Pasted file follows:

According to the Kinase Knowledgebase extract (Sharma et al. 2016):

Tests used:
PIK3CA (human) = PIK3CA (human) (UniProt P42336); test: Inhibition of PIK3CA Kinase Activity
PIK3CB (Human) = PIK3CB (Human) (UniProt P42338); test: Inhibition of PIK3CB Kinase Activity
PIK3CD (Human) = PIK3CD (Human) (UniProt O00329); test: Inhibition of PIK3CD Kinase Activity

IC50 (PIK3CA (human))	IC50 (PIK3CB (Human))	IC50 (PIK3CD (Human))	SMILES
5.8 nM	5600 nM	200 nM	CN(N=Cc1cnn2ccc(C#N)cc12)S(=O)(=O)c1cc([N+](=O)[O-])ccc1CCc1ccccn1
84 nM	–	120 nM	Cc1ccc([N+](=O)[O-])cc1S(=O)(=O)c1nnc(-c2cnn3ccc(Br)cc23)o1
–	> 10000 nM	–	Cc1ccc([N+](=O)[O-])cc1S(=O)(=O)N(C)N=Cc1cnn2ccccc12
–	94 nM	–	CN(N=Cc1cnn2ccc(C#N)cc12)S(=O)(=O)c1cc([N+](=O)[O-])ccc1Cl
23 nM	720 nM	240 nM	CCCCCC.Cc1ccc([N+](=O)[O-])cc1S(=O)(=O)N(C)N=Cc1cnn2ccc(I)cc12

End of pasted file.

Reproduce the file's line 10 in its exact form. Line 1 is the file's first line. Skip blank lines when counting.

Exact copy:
–	94 nM	–	CN(N=Cc1cnn2ccc(C#N)cc12)S(=O)(=O)c1cc([N+](=O)[O-])ccc1Cl